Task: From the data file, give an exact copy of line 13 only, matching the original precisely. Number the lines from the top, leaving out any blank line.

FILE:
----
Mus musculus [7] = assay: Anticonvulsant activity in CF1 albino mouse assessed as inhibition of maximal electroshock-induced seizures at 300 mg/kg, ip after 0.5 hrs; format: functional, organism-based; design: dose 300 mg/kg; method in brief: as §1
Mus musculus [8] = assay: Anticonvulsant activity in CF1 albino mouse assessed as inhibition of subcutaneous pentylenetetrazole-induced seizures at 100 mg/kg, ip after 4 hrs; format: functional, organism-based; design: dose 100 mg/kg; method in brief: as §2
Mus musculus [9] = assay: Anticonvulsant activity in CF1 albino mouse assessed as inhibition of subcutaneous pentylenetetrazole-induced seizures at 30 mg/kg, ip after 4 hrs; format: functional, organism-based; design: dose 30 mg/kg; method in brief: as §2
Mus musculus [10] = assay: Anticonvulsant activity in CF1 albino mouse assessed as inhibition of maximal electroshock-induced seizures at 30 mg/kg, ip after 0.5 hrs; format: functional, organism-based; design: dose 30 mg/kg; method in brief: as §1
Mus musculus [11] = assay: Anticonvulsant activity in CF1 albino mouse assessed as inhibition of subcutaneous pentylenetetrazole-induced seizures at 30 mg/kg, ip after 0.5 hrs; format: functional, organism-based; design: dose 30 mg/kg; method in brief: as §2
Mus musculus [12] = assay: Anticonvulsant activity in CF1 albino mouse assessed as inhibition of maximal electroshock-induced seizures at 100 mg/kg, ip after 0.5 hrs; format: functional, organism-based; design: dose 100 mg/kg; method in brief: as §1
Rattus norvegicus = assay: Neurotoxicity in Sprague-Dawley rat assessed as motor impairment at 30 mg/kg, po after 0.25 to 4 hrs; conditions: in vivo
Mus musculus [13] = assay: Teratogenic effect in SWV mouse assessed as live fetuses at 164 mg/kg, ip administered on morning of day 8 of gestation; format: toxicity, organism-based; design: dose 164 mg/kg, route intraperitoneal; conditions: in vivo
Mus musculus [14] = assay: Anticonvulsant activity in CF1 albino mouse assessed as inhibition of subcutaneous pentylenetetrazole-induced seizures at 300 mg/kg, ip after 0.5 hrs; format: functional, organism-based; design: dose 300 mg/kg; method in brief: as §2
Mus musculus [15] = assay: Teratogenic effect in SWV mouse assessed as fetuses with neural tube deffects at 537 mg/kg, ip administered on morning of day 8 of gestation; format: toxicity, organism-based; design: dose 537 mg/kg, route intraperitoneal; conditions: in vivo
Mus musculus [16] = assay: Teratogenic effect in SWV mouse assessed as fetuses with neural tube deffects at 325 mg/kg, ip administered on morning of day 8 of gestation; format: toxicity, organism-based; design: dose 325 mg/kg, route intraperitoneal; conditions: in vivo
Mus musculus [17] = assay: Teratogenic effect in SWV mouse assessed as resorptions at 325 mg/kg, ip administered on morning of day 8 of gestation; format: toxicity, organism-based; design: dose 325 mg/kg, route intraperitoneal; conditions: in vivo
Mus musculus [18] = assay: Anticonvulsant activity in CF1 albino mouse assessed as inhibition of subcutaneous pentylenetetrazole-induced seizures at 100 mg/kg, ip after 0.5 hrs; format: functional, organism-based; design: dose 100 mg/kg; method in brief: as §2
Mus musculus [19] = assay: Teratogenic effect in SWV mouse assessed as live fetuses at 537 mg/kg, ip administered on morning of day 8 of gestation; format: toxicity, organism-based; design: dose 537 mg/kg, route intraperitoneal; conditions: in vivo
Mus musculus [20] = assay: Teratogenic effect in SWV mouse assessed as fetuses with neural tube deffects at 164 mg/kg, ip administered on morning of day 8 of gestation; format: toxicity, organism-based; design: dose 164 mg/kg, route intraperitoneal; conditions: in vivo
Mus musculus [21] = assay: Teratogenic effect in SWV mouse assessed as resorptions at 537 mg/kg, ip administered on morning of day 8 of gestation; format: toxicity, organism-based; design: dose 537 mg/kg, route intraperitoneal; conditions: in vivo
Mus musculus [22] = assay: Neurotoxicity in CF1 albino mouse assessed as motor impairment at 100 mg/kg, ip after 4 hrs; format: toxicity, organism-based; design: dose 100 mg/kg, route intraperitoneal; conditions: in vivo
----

Mus musculus [18] = assay: Anticonvulsant activity in CF1 albino mouse assessed as inhibition of subcutaneous pentylenetetrazole-induced seizures at 100 mg/kg, ip after 0.5 hrs; format: functional, organism-based; design: dose 100 mg/kg; method in brief: as §2